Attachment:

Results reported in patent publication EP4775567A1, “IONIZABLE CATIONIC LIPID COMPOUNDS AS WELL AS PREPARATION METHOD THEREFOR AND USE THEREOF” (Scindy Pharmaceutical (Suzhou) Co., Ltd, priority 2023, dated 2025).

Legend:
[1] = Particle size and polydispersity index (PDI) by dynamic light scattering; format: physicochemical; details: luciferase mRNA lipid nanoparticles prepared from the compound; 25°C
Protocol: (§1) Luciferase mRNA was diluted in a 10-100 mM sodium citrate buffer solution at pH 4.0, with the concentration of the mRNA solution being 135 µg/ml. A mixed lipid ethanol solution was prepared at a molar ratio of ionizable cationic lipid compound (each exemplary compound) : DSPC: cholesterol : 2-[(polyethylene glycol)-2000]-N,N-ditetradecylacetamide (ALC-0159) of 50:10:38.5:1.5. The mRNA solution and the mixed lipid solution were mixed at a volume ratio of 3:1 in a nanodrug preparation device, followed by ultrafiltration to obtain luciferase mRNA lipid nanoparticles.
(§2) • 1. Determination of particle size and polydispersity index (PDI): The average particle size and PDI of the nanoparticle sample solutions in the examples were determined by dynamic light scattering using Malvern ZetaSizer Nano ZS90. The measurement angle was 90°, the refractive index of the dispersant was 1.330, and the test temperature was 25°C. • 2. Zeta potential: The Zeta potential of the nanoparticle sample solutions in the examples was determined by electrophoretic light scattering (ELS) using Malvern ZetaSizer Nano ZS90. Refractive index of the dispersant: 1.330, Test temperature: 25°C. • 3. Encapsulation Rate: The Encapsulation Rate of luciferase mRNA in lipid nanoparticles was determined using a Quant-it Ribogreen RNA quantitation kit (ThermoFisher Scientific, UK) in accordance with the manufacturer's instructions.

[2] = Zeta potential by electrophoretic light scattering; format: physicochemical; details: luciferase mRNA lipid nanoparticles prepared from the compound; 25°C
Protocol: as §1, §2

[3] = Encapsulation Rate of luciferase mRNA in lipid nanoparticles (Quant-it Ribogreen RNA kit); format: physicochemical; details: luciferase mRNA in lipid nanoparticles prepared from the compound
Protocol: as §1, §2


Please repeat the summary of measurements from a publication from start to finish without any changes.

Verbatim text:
Results reported in patent publication EP4775567A1, “IONIZABLE CATIONIC LIPID COMPOUNDS AS WELL AS PREPARATION METHOD THEREFOR AND USE THEREOF” (Scindy Pharmaceutical (Suzhou) Co., Ltd, priority 2023, dated 2025).

Legend:
[1] = Particle size and polydispersity index (PDI) by dynamic light scattering; format: physicochemical; details: luciferase mRNA lipid nanoparticles prepared from the compound; 25°C
Protocol: (§1) Luciferase mRNA was diluted in a 10-100 mM sodium citrate buffer solution at pH 4.0, with the concentration of the mRNA solution being 135 µg/ml. A mixed lipid ethanol solution was prepared at a molar ratio of ionizable cationic lipid compound (each exemplary compound) : DSPC: cholesterol : 2-[(polyethylene glycol)-2000]-N,N-ditetradecylacetamide (ALC-0159) of 50:10:38.5:1.5. The mRNA solution and the mixed lipid solution were mixed at a volume ratio of 3:1 in a nanodrug preparation device, followed by ultrafiltration to obtain luciferase mRNA lipid nanoparticles.
(§2) • 1. Determination of particle size and polydispersity index (PDI): The average particle size and PDI of the nanoparticle sample solutions in the examples were determined by dynamic light scattering using Malvern ZetaSizer Nano ZS90. The measurement angle was 90°, the refractive index of the dispersant was 1.330, and the test temperature was 25°C. • 2. Zeta potential: The Zeta potential of the nanoparticle sample solutions in the examples was determined by electrophoretic light scattering (ELS) using Malvern ZetaSizer Nano ZS90. Refractive index of the dispersant: 1.330, Test temperature: 25°C. • 3. Encapsulation Rate: The Encapsulation Rate of luciferase mRNA in lipid nanoparticles was determined using a Quant-it Ribogreen RNA quantitation kit (ThermoFisher Scientific, UK) in accordance with the manufacturer's instructions.

[2] = Zeta potential by electrophoretic light scattering; format: physicochemical; details: luciferase mRNA lipid nanoparticles prepared from the compound; 25°C
Protocol: as §1, §2

[3] = Encapsulation Rate of luciferase mRNA in lipid nanoparticles (Quant-it Ribogreen RNA kit); format: physicochemical; details: luciferase mRNA in lipid nanoparticles prepared from the compound
Protocol: as §1, §2